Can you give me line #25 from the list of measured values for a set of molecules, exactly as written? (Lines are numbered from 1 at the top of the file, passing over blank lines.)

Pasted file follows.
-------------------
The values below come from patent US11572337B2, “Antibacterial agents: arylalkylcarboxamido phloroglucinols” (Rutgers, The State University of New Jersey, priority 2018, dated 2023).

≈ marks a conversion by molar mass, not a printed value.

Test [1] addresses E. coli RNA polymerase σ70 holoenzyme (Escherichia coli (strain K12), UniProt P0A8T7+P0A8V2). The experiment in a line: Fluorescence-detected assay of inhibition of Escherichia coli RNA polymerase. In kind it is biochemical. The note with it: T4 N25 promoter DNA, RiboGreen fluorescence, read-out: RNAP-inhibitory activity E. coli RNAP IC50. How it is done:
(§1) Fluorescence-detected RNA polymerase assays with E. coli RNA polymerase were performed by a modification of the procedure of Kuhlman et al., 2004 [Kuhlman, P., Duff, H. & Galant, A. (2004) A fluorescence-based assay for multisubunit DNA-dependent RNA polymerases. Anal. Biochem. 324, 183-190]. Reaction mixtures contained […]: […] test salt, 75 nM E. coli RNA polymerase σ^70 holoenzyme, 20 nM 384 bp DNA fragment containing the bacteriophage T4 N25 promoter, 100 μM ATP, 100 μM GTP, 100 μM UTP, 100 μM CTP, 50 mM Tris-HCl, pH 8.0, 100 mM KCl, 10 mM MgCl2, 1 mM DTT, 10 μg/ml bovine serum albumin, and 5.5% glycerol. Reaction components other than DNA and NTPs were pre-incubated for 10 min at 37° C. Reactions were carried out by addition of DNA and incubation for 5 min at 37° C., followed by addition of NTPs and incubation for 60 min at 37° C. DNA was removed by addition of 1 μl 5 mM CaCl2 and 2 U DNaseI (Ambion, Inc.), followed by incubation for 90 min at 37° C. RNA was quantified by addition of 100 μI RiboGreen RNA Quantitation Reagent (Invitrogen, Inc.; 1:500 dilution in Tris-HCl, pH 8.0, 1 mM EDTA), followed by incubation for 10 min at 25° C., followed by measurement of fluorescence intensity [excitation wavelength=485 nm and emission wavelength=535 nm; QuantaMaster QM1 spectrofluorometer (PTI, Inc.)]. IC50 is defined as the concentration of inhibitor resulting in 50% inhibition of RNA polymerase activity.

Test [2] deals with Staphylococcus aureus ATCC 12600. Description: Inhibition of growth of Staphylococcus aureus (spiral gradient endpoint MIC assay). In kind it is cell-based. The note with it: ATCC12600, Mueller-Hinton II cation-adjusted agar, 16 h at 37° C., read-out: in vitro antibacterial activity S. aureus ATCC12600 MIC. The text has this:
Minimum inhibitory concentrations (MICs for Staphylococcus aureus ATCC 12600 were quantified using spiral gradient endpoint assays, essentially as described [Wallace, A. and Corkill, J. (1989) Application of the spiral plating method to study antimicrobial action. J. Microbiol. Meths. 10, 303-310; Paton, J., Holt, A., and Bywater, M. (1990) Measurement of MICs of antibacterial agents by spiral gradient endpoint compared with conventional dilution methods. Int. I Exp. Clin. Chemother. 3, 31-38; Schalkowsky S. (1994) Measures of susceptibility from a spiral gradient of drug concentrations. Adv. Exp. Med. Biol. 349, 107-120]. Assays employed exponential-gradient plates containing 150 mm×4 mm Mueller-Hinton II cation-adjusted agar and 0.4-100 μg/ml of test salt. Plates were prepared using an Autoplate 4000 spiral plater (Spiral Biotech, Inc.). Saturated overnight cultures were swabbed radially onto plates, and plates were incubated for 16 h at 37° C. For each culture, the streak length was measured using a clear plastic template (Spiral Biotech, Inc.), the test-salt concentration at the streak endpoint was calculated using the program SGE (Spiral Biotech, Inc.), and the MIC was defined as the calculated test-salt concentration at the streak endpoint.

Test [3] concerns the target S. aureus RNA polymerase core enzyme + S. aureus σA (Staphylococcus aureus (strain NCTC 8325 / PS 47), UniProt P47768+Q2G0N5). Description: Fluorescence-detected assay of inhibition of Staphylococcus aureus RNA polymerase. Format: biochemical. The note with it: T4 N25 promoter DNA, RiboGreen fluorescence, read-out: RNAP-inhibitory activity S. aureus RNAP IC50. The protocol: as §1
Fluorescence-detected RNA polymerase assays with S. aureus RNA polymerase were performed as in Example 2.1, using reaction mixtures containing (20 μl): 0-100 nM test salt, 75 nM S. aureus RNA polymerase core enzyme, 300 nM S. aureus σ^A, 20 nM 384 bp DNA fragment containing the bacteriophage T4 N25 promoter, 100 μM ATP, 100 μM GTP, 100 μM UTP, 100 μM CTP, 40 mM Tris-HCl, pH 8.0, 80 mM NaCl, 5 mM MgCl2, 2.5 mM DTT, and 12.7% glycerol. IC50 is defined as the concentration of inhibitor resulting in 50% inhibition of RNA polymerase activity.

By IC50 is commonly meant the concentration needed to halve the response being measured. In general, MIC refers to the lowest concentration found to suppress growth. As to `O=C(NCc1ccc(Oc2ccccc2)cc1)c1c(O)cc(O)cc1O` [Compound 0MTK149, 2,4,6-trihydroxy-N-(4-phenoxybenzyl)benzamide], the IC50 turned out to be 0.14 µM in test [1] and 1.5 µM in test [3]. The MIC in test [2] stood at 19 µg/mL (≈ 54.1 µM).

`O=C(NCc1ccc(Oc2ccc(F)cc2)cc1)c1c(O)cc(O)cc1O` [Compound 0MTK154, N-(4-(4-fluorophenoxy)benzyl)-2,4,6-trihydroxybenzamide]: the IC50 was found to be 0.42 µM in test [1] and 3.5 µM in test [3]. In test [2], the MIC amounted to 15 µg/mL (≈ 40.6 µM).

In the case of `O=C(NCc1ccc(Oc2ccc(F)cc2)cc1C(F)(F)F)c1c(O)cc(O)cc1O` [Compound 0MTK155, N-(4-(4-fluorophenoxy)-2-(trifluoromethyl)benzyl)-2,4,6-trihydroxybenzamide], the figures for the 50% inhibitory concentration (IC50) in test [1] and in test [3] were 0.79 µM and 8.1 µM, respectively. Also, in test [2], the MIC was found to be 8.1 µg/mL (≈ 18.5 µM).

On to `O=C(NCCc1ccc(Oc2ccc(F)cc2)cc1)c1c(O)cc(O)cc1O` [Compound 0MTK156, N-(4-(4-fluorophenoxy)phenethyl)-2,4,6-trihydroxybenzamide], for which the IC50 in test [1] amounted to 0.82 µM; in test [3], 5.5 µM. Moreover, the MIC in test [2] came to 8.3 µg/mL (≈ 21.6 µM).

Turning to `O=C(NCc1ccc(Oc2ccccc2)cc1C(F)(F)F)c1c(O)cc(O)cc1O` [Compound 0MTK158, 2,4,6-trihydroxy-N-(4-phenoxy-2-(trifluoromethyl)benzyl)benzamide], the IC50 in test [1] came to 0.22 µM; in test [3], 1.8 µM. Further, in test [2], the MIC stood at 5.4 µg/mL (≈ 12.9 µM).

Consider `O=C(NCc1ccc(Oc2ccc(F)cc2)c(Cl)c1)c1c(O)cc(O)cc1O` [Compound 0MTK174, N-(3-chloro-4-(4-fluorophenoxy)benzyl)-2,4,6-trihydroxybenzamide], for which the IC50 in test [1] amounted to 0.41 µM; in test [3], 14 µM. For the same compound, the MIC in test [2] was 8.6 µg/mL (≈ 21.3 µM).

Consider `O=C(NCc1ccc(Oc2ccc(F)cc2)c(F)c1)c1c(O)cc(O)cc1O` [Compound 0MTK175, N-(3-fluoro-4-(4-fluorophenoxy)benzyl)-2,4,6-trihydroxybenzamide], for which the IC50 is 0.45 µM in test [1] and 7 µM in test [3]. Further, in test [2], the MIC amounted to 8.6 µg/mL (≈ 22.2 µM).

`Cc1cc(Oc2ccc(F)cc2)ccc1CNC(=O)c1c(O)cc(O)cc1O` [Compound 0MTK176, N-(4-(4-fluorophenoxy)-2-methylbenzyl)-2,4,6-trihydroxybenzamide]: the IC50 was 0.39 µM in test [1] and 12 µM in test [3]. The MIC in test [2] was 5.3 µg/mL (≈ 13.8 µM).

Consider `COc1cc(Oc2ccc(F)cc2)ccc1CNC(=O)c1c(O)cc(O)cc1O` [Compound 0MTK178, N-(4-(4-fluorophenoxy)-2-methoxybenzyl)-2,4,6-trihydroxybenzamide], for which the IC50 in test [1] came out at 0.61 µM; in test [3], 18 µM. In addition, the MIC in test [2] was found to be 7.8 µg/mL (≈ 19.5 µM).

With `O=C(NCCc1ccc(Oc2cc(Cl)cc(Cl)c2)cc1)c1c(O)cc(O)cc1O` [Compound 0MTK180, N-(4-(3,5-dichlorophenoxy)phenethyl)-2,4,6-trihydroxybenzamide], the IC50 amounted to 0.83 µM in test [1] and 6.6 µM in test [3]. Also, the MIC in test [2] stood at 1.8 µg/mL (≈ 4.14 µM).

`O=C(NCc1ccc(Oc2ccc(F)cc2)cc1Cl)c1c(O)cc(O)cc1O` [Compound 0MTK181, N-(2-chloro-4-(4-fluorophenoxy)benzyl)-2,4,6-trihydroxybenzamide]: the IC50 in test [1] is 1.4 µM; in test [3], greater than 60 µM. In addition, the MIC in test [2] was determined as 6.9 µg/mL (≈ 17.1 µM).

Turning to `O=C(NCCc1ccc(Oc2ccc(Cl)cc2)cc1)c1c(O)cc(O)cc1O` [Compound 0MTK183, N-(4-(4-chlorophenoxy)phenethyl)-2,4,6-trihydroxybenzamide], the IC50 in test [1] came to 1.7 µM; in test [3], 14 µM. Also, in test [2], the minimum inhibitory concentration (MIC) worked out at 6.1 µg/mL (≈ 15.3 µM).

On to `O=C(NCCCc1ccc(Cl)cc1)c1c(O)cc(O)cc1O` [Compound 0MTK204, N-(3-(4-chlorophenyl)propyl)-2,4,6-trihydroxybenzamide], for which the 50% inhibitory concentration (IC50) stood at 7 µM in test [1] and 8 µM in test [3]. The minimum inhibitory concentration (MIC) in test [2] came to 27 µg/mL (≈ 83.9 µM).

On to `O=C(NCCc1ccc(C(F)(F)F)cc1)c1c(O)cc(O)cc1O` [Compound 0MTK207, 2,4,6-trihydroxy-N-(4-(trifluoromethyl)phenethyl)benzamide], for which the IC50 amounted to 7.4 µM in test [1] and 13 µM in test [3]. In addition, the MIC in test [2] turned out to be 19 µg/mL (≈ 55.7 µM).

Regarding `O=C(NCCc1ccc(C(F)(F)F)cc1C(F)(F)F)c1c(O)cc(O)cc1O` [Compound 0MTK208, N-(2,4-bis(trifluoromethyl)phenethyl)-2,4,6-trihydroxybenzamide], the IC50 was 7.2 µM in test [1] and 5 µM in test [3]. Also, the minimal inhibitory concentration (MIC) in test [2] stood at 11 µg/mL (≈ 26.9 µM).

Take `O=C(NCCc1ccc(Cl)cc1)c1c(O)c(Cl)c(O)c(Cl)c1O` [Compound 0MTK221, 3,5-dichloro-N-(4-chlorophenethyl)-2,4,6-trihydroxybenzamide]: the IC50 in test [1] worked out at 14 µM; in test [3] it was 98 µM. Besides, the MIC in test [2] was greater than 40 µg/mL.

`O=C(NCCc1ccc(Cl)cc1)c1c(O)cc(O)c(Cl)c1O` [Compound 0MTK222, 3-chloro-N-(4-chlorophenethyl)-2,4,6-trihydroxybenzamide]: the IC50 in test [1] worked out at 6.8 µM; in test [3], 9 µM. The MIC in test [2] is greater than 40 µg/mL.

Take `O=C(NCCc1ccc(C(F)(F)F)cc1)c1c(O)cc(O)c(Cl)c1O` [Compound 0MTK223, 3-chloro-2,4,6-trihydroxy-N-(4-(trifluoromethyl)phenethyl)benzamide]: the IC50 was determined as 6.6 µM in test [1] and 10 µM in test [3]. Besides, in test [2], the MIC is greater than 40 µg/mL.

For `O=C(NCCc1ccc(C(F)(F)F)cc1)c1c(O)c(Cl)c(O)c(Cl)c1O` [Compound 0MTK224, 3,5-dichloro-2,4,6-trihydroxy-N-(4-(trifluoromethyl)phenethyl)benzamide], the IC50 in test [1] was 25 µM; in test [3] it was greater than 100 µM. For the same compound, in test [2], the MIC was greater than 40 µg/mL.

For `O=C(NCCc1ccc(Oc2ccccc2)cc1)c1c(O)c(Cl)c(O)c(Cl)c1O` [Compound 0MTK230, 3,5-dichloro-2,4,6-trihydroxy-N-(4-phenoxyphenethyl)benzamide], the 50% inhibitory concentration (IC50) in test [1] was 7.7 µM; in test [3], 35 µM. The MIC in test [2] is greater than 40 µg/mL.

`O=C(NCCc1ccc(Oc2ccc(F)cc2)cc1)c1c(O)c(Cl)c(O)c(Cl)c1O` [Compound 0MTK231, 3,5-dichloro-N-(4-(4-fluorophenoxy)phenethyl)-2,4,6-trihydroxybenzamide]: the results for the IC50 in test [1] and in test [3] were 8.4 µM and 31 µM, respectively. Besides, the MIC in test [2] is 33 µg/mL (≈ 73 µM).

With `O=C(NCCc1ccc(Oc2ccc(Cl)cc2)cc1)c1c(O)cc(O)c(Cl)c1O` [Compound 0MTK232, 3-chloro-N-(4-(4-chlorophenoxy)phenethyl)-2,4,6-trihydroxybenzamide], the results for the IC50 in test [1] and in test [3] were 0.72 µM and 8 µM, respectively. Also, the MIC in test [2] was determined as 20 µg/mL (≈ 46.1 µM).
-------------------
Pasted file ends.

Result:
`O=C(NCCc1ccc(Cl)cc1)c1c(O)cc(O)c(Cl)c1O` [Compound 0MTK222, 3-chloro-N-(4-chlorophenethyl)-2,4,6-trihydroxybenzamide]: the IC50 in test [1] worked out at 6.8 µM; in test [3], 9 µM. The MIC in test [2] is greater than 40 µg/mL.